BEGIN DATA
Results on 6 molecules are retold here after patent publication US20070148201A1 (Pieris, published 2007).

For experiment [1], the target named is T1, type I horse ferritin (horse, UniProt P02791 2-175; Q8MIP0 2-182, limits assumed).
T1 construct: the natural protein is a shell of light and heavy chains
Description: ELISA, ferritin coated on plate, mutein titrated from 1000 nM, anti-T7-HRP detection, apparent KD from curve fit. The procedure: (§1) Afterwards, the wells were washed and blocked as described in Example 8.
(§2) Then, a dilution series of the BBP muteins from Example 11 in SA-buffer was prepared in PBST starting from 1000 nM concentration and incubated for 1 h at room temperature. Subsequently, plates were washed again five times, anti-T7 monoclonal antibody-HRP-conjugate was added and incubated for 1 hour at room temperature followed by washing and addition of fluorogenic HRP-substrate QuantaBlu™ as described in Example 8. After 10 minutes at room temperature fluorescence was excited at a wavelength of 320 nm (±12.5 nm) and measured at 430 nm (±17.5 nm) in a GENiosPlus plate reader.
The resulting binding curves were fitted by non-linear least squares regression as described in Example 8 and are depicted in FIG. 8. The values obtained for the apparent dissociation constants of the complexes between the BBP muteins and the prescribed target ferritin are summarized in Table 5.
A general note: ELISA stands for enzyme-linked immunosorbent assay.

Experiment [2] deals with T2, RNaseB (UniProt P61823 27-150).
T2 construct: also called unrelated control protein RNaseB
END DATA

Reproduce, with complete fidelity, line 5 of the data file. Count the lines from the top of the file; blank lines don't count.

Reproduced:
(§2) Then, a dilution series of the BBP muteins from Example 11 in SA-buffer was prepared in PBST starting from 1000 nM concentration and incubated for 1 h at room temperature. Subsequently, plates were washed again five times, anti-T7 monoclonal antibody-HRP-conjugate was added and incubated for 1 hour at room temperature followed by washing and addition of fluorogenic HRP-substrate QuantaBlu™ as described in Example 8. After 10 minutes at room temperature fluorescence was excited at a wavelength of 320 nm (±12.5 nm) and measured at 430 nm (±17.5 nm) in a GENiosPlus plate reader.